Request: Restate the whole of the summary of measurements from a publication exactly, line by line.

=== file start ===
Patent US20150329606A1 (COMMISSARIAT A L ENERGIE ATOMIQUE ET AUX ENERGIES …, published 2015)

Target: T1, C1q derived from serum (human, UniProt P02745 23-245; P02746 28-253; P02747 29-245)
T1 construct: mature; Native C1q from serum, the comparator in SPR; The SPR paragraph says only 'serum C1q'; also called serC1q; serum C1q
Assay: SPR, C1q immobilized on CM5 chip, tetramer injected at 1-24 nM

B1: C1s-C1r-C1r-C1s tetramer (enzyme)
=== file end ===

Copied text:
Patent US20150329606A1 (COMMISSARIAT A L ENERGIE ATOMIQUE ET AUX ENERGIES …, published 2015)

Target: T1, C1q derived from serum (human, UniProt P02745 23-245; P02746 28-253; P02747 29-245)
T1 construct: mature; Native C1q from serum, the comparator in SPR; The SPR paragraph says only 'serum C1q'; also called serC1q; serum C1q
Assay: SPR, C1q immobilized on CM5 chip, tetramer injected at 1-24 nM

B1: C1s-C1r-C1r-C1s tetramer (enzyme)